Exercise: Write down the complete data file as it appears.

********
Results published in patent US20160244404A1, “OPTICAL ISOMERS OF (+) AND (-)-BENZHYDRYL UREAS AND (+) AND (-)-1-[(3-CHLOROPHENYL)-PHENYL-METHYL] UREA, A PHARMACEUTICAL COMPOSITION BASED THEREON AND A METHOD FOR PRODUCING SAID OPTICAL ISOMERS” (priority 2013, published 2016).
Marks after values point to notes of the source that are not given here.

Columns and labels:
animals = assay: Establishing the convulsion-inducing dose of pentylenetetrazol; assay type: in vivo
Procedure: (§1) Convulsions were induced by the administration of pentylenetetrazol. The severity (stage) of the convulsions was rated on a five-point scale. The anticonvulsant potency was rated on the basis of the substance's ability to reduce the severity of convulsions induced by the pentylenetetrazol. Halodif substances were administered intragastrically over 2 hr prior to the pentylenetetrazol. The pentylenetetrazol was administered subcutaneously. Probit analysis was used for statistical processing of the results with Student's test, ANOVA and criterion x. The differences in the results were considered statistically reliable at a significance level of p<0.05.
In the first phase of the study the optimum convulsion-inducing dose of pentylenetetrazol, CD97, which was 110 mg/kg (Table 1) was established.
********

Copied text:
Results published in patent US20160244404A1, “OPTICAL ISOMERS OF (+) AND (-)-BENZHYDRYL UREAS AND (+) AND (-)-1-[(3-CHLOROPHENYL)-PHENYL-METHYL] UREA, A PHARMACEUTICAL COMPOSITION BASED THEREON AND A METHOD FOR PRODUCING SAID OPTICAL ISOMERS” (priority 2013, published 2016).
Marks after values point to notes of the source that are not given here.

Columns and labels:
animals = assay: Establishing the convulsion-inducing dose of pentylenetetrazol; assay type: in vivo
Procedure: (§1) Convulsions were induced by the administration of pentylenetetrazol. The severity (stage) of the convulsions was rated on a five-point scale. The anticonvulsant potency was rated on the basis of the substance's ability to reduce the severity of convulsions induced by the pentylenetetrazol. Halodif substances were administered intragastrically over 2 hr prior to the pentylenetetrazol. The pentylenetetrazol was administered subcutaneously. Probit analysis was used for statistical processing of the results with Student's test, ANOVA and criterion x. The differences in the results were considered statistically reliable at a significance level of p<0.05.
In the first phase of the study the optimum convulsion-inducing dose of pentylenetetrazol, CD97, which was 110 mg/kg (Table 1) was established.